Erik Moberg ã:
A Theory of Democratic Politics
22 - PRESIDENTIAL CONSTITUTIONS WITH PROPORTIONAL ELECTIONS: SUMMARY AND FURTHER CONCLUSIONS
The main characteristic of this constitutional system is that its two main components – that is the president or the presidency on one side, and the legislature on the other – are likely to be ill-matched.
The politics of the legislature is likely to be party politics to a large extent. This means that party main actors are likely to play dominant roles. It also means that all legislators, in all likelihood, are people making party careers.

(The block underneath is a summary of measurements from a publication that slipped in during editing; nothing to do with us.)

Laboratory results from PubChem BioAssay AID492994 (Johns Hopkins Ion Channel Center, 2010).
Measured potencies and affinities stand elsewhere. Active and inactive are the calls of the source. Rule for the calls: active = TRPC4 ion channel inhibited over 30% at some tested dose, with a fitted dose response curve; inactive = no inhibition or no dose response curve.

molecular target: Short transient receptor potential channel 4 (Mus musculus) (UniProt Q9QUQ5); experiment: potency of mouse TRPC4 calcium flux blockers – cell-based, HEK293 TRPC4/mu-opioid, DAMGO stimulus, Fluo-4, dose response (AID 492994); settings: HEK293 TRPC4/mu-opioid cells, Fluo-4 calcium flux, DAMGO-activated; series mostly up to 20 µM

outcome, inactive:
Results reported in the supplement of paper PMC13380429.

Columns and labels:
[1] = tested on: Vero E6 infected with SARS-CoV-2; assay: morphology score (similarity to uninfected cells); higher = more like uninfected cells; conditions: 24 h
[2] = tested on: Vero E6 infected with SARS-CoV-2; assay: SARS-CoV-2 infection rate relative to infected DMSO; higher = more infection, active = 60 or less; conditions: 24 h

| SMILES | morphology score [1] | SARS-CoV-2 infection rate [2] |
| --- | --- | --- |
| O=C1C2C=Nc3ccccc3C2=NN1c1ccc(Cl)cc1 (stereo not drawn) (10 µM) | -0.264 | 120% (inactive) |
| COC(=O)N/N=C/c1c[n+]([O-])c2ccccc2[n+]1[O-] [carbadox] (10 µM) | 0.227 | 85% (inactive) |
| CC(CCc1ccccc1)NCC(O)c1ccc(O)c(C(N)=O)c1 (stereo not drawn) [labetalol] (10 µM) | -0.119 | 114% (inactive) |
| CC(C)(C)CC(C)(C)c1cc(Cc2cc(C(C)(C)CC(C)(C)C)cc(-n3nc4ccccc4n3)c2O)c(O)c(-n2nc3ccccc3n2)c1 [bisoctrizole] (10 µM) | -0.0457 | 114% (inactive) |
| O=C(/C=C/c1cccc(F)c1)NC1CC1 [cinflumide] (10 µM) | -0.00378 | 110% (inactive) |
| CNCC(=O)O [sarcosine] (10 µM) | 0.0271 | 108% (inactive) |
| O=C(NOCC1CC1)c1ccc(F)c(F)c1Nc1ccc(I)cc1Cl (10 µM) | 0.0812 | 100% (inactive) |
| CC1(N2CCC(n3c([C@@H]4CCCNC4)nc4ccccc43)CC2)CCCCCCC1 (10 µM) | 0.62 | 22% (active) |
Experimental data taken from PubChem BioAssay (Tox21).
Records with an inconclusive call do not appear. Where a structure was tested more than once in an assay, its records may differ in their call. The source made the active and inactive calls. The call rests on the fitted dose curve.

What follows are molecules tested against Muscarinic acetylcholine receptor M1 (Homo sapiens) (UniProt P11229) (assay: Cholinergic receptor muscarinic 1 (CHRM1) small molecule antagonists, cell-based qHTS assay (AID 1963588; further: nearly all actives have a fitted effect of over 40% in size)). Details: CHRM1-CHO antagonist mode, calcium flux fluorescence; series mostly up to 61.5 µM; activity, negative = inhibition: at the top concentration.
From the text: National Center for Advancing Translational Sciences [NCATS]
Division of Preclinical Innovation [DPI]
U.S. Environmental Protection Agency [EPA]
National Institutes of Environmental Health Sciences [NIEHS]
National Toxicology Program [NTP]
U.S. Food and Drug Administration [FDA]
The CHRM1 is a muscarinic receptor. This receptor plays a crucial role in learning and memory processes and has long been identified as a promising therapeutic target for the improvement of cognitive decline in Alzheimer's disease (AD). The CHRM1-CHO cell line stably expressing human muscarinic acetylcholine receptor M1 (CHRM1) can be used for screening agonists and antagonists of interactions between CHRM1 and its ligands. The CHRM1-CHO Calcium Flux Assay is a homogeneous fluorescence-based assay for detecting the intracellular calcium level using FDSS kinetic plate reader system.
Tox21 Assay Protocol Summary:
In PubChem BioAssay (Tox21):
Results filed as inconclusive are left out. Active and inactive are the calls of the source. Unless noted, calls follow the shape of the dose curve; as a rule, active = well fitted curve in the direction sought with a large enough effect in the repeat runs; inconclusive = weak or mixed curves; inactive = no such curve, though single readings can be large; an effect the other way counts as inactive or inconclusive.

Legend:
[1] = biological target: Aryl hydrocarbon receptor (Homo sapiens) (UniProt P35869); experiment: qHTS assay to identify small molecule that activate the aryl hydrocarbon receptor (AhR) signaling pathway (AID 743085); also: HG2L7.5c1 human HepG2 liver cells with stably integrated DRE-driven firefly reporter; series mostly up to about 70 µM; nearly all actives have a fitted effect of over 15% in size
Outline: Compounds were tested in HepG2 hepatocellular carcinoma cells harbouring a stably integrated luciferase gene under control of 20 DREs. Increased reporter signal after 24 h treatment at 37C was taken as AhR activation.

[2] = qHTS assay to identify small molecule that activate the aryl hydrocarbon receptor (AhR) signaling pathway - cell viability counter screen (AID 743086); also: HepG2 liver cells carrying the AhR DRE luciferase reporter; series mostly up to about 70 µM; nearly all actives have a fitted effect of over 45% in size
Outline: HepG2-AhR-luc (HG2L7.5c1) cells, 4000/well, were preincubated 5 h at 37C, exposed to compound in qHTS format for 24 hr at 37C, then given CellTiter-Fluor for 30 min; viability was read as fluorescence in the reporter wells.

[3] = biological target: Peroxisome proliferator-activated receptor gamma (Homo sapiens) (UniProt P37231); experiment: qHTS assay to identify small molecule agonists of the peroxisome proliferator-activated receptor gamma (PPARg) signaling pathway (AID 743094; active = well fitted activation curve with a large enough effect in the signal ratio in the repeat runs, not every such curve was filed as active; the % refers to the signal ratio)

Candidates aspiring for the presidency do not, however, necessarily have to belong to a political party. Their careers are not necessarily party careers. Still, of course, an elected president does have a personal mandate of some kind of his or her own.
The important main implication of this incongruous pattern is that clashes between the president and the legislature are likely and, in particular, that main actors in the legislature may try to blackmail the president.